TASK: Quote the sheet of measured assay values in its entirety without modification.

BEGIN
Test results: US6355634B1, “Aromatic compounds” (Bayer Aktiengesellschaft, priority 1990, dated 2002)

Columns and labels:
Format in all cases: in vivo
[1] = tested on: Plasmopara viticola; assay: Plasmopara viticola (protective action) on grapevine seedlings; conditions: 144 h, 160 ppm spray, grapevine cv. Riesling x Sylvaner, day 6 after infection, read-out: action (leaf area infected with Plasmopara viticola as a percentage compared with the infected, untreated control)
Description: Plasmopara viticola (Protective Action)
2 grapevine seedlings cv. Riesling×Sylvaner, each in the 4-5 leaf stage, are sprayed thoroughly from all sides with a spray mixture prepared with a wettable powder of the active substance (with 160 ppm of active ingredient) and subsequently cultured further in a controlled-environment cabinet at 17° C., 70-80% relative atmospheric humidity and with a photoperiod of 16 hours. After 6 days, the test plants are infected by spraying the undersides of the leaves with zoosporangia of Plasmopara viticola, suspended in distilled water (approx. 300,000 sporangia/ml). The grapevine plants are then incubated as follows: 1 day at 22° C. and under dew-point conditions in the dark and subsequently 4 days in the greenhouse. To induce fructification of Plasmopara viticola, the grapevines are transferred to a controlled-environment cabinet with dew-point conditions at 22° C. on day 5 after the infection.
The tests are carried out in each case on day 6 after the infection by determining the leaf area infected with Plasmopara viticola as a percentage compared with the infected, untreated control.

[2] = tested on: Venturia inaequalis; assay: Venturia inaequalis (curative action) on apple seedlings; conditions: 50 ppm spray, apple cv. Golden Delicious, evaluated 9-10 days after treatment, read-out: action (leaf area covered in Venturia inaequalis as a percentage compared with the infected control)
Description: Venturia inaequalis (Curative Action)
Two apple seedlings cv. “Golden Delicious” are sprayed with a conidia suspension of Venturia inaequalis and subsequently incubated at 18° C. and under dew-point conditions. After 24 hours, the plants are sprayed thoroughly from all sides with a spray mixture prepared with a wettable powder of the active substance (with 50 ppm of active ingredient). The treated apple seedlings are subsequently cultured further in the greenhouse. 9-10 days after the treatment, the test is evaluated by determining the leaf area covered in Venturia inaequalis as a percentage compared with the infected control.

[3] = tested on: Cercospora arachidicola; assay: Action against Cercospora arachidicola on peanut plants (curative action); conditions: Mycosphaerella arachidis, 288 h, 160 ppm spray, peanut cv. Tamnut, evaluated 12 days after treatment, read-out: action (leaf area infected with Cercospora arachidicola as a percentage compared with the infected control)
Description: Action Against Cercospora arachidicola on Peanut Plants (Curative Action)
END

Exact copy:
Test results: US6355634B1, “Aromatic compounds” (Bayer Aktiengesellschaft, priority 1990, dated 2002)

Columns and labels:
Format in all cases: in vivo
[1] = tested on: Plasmopara viticola; assay: Plasmopara viticola (protective action) on grapevine seedlings; conditions: 144 h, 160 ppm spray, grapevine cv. Riesling x Sylvaner, day 6 after infection, read-out: action (leaf area infected with Plasmopara viticola as a percentage compared with the infected, untreated control)
Description: Plasmopara viticola (Protective Action)
2 grapevine seedlings cv. Riesling×Sylvaner, each in the 4-5 leaf stage, are sprayed thoroughly from all sides with a spray mixture prepared with a wettable powder of the active substance (with 160 ppm of active ingredient) and subsequently cultured further in a controlled-environment cabinet at 17° C., 70-80% relative atmospheric humidity and with a photoperiod of 16 hours. After 6 days, the test plants are infected by spraying the undersides of the leaves with zoosporangia of Plasmopara viticola, suspended in distilled water (approx. 300,000 sporangia/ml). The grapevine plants are then incubated as follows: 1 day at 22° C. and under dew-point conditions in the dark and subsequently 4 days in the greenhouse. To induce fructification of Plasmopara viticola, the grapevines are transferred to a controlled-environment cabinet with dew-point conditions at 22° C. on day 5 after the infection.
The tests are carried out in each case on day 6 after the infection by determining the leaf area infected with Plasmopara viticola as a percentage compared with the infected, untreated control.

[2] = tested on: Venturia inaequalis; assay: Venturia inaequalis (curative action) on apple seedlings; conditions: 50 ppm spray, apple cv. Golden Delicious, evaluated 9-10 days after treatment, read-out: action (leaf area covered in Venturia inaequalis as a percentage compared with the infected control)
Description: Venturia inaequalis (Curative Action)
Two apple seedlings cv. “Golden Delicious” are sprayed with a conidia suspension of Venturia inaequalis and subsequently incubated at 18° C. and under dew-point conditions. After 24 hours, the plants are sprayed thoroughly from all sides with a spray mixture prepared with a wettable powder of the active substance (with 50 ppm of active ingredient). The treated apple seedlings are subsequently cultured further in the greenhouse. 9-10 days after the treatment, the test is evaluated by determining the leaf area covered in Venturia inaequalis as a percentage compared with the infected control.

[3] = tested on: Cercospora arachidicola; assay: Action against Cercospora arachidicola on peanut plants (curative action); conditions: Mycosphaerella arachidis, 288 h, 160 ppm spray, peanut cv. Tamnut, evaluated 12 days after treatment, read-out: action (leaf area infected with Cercospora arachidicola as a percentage compared with the infected control)
Description: Action Against Cercospora arachidicola on Peanut Plants (Curative Action)